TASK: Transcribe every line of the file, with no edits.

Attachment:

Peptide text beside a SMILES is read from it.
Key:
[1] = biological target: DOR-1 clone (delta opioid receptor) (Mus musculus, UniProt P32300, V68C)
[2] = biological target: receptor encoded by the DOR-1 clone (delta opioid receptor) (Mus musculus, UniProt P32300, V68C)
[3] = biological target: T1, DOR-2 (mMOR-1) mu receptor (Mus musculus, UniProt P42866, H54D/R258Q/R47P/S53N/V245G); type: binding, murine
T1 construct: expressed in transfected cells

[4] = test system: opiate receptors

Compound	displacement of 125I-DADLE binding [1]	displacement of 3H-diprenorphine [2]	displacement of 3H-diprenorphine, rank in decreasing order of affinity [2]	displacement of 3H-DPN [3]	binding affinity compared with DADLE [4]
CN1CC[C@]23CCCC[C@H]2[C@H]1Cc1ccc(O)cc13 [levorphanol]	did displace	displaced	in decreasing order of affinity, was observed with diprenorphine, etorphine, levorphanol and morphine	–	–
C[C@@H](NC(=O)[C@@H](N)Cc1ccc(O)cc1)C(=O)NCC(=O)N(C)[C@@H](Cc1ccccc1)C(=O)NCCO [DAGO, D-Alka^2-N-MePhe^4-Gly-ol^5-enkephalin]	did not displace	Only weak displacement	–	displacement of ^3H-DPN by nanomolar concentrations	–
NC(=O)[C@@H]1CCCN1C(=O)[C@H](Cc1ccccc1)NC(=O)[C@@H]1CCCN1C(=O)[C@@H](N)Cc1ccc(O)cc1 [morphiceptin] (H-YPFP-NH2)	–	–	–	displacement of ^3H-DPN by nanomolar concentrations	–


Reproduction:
Peptide text beside a SMILES is read from it.
Key:
[1] = biological target: DOR-1 clone (delta opioid receptor) (Mus musculus, UniProt P32300, V68C)
[2] = biological target: receptor encoded by the DOR-1 clone (delta opioid receptor) (Mus musculus, UniProt P32300, V68C)
[3] = biological target: T1, DOR-2 (mMOR-1) mu receptor (Mus musculus, UniProt P42866, H54D/R258Q/R47P/S53N/V245G); type: binding, murine
T1 construct: expressed in transfected cells

[4] = test system: opiate receptors

Compound	displacement of 125I-DADLE binding [1]	displacement of 3H-diprenorphine [2]	displacement of 3H-diprenorphine, rank in decreasing order of affinity [2]	displacement of 3H-DPN [3]	binding affinity compared with DADLE [4]
CN1CC[C@]23CCCC[C@H]2[C@H]1Cc1ccc(O)cc13 [levorphanol]	did displace	displaced	in decreasing order of affinity, was observed with diprenorphine, etorphine, levorphanol and morphine	–	–
C[C@@H](NC(=O)[C@@H](N)Cc1ccc(O)cc1)C(=O)NCC(=O)N(C)[C@@H](Cc1ccccc1)C(=O)NCCO [DAGO, D-Alka^2-N-MePhe^4-Gly-ol^5-enkephalin]	did not displace	Only weak displacement	–	displacement of ^3H-DPN by nanomolar concentrations	–
NC(=O)[C@@H]1CCCN1C(=O)[C@H](Cc1ccccc1)NC(=O)[C@@H]1CCCN1C(=O)[C@@H](N)Cc1ccc(O)cc1 [morphiceptin] (H-YPFP-NH2)	–	–	–	displacement of ^3H-DPN by nanomolar concentrations	–